A landmark meeting to decide if SpaceX’s Crew Dragon spacecraft is ready to carry two NASA astronauts to the International Space Station next week went into overtime today (May 21). Officials are not expected to make a final ruling on the flight until Friday afternoon (May 22). The meeting, called a Flight Readiness Review (or FRR) will reconvene tomorrow.
“Today the SpaceX, commercial crew and space station communities held thorough discussions about requirements for NASA’s SpaceX Demo-2 flight test, but still have a few topics remaining for discussion during the Flight Readiness Review and will continue those on Friday,” NASA officials said in an update today.
NASA initially planned to complete the FRR meeting today and hold a press conference on the results at 6 p.m. EDT (2000 GMT). That briefing is now scheduled for no earlier than one hour after the FRR meeting concludes tomorrow.
SpaceX’s Demo-2 test flight will launch NASA astronauts Bob Behnken and Doug Hurley to the station from Launch Pad 39A of NASA’s Kennedy Space Center in Cape Canaveral, Florida, on May 27. Liftoff is set for 4:33 p.m. EDT (2033 GMT).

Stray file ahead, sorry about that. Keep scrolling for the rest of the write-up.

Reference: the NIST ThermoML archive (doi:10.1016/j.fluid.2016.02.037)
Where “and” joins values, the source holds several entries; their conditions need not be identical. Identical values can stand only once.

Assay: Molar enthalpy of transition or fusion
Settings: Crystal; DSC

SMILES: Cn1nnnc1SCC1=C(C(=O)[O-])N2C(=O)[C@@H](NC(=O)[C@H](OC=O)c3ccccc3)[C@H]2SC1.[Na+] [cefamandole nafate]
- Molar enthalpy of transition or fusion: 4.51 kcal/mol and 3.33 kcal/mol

During an FRR, mission and program managers for NASA, SpaceX and the International Space Station review the details of an upcoming mission to make sure a rocket and spacecraft are ready to fly. NASA has not convened an FRR for a crew launch from U.S. soil since the agency’s final space shuttle flight in July 2011.
“Agency and SpaceX managers gathered at the agency’s Kennedy Space Center in Florida to focus on the readiness of the Crew Dragon and systems for the Demo-2 mission; the readiness of the International Space Station Program and its international partners to support the flight; and the certification of flight readiness,” NASA officials said in the update.
In addition to the FRR meeting on Friday, Demo-2 astronauts will hold a “virtual media engagement” to meet the press in a teleconference from their Astronaut Crew Quarters at the Kennedy Space Center. That press conference will begin at 2:15 p.m. EDT (1815 GMT).
SpaceX is also expected to test-fire the first-stage rocket engines of the Falcon 9 that will carry the astronauts into orbit. That rocket and its Crew Dragon spacecraft rolled out to the launch pad today.